The Apple iPad may not be a game-changer for mobile marketing, but the new device will give advertisers and agencies a larger canvas for creating messaging and content for consumers on the go. That's the early takeaway from digital advertising executives and analysts following the long-awaited launch of Apple's tablet computer Wednesday.
A consensus was that the iPad is essentially a bigger iPod touch -- with all the advantages that implies, as well as the drawbacks -- chiefly, the lack of Flash support for powering rich media ads, video and games.
But marketing experts agreed that size matters, and with its 9.7-inch screen, the iPad opens up the mobile landscape to more visually compelling advertising and potentially new types of media interaction.
"We're incredibly excited about the increased surface size we get to play with for a multi-touch device," said Domenic Venuto, managing director, media and entertainment at Razorfish. "Whether it's an advertising or publishing client we're building new experiences for, this breathes new life into the category."
Razorfish has built applications for Microsoft's Surface table computer, including a program for Audi that lets multiple users configure a virtual 3-D car model, as well as a computer version of the old Table Toss game.
But where the 30-inch Surface is geared to commercial use, Venuto said the iPad brings similar functionality to a smaller, consumer-focused device. "The possibility for apps that allow interaction by multiple users has been brought into a much more accessible product," he said.
Apple said the iPad will run almost all of the 140,000 apps already in the App Store, including ones already purchased. Apps can be viewed in a small "iPhone"-sized box, or expanded to full screen.
Apple is also releasing a new software development kit (SDK) for the iPhone for the creation of new apps tailored to the iPad.
To help developers and advertisers monetize and distribute apps on Apple's tablet, Jumptap Wednesday said it was introducing a new ad platform that will support almost any mobile device, including the iPad. "We expect the Apple tablet to be a catalyst for a new generation of innovative applications, and we play a key role in accelerating the adoption of such services," said Paran Johar, the mobile ad network's chief marketing officer.
Other mobile ad networks are likely to make similar moves allowing marketers to extend mobile campaigns to the iPad.
Because the device's larger screen is more like the desktop Web experience, it may be easier to extend digital campaigns to mobile. "From an execution standpoint, what we could do is start a campaign online but move it to these portable-type devices," said Phuc Truong of Mobext, the mobile marketing arm of Havas Digital.
The biggest hitch for advertisers and developers is that the iPad, like other Apple devices, doesn't allow them to run Flash-based ads or content. "That doesn't necessarily limit us, but it takes away a popular option for development," said Venuto. He added that bypassing Flash also increases production costs, since existing Flash-powered assets can't simply be extended to the new platform.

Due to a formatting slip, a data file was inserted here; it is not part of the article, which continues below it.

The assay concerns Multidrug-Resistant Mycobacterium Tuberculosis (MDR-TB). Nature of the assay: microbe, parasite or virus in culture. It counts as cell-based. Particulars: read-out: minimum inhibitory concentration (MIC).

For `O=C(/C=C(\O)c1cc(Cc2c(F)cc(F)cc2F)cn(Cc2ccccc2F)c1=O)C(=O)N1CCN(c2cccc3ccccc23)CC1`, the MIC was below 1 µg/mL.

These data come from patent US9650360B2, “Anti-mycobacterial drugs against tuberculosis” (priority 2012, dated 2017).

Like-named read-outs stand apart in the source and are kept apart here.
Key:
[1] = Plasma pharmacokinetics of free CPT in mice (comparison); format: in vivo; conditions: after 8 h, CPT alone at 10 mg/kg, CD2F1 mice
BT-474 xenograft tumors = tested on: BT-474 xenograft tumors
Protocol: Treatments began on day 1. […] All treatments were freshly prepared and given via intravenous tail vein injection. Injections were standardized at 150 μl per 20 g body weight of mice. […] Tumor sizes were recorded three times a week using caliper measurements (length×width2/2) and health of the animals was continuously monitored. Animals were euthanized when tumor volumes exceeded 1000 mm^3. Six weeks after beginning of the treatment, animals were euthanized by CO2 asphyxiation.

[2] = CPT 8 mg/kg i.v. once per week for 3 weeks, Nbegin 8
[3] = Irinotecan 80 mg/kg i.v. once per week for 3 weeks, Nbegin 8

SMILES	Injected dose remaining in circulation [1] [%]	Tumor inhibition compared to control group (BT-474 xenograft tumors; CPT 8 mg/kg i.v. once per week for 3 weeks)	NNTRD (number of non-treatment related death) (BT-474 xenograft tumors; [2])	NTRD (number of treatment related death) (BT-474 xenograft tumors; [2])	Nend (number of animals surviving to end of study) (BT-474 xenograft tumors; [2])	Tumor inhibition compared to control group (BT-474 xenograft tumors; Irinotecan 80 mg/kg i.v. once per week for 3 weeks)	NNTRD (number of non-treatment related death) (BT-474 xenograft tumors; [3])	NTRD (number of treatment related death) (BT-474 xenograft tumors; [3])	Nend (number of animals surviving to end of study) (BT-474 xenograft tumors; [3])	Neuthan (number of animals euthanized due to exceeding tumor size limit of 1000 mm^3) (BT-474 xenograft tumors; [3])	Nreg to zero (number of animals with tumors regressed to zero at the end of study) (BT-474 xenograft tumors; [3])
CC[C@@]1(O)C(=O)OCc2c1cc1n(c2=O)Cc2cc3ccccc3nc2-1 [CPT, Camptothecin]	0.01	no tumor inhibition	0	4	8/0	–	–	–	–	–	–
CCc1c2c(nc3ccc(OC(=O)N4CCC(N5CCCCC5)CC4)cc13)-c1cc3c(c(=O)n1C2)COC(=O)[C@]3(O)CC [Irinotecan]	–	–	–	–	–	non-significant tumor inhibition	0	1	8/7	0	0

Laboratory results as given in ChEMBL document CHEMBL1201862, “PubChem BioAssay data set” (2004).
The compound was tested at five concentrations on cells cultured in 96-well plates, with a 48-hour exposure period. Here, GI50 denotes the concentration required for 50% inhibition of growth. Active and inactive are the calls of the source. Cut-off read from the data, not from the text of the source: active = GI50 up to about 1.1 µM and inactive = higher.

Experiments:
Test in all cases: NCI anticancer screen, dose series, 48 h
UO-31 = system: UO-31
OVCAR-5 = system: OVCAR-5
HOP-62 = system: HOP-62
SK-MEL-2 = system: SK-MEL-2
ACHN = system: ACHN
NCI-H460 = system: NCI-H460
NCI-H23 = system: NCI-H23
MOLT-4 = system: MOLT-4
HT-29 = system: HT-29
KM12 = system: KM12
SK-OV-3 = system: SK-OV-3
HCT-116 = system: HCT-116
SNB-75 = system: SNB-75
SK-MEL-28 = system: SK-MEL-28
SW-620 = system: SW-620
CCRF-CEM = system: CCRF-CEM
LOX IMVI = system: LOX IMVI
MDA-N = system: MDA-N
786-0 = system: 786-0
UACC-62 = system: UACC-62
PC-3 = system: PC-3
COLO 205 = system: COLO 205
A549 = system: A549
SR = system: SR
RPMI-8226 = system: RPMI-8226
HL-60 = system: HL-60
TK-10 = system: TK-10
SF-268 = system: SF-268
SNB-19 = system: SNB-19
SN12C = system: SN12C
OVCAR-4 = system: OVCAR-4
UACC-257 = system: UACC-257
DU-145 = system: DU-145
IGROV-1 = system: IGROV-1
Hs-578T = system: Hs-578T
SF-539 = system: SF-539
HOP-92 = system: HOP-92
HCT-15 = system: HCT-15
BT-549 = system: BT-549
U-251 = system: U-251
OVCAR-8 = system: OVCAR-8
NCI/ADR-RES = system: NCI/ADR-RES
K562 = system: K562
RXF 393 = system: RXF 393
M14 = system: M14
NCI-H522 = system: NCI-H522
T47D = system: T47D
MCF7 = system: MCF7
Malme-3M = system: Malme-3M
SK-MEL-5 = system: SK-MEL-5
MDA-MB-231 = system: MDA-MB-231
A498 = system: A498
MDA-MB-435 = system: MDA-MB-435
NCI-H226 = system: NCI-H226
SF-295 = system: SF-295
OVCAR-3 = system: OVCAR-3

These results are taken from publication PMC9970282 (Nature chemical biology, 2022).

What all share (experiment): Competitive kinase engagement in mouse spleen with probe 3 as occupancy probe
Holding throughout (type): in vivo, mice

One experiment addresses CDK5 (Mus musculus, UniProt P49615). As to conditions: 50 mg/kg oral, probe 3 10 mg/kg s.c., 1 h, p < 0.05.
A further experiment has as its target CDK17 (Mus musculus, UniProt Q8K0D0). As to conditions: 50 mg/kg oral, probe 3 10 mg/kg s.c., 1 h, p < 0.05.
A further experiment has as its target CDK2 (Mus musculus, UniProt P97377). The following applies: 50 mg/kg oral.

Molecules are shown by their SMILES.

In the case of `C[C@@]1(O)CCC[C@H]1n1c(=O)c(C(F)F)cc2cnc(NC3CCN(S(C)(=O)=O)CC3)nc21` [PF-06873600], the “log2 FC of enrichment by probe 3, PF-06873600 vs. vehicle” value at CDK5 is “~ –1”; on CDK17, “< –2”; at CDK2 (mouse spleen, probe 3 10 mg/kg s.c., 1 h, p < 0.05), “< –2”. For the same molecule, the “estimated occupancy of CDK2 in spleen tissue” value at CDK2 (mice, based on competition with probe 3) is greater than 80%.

Venuto said he was also disappointed that the iPad launch in San Francisco didn't including the unveiling of any new magazine editions built for the iPad. Conde Nast Digital President Sarah Chubb toldThe New York Times the publisher planned to have tablet-ready versions of some magazines when the iPad ships by the end of March. Time Inc. is also preparing tablet editions of its U.S. titles.
When it comes to broadening the mobile media audience, few were sure exactly what the iPad's impact would be. With an entry price of $500 for the 16GB model, the device is certainly less expensive than the expected $700 to $1,000 range. Because of the lower price tag, Piper Jaffray analyst Gene Munster increased his 12-month sales forecast for the device from 1.9 million to between 3 and 4 million.
"This [iPad] goes well beyond early adopters," noted Avi Greengart, research director for consumer devices at Current Analysis. "But if all you want to do is surf the Web and check email, there are cheaper ways to do that." Those options include getting a less expensive netbook or an iPod touch.
If Apple does succeed in establishing a "third category" of products between smartphones and laptops with the iPad, one sign might be recognition by the Nielsen Company. "We're dealing with a brand new form of device and a new form of media consumption," said Jon Gibs, vice president for online integrated analysis at Nielsen, in reference to tablets, netbooks and e-book readers.
Does that mean Nielsen is going to add a new category to its Three Screen Report covering media consumption on TV, the Internet and mobile phones? "My sense is that we're going to approach it initially from a mobile perspective, but as the market continues to develop we're going to have to decide what to do with this category of devices," he said.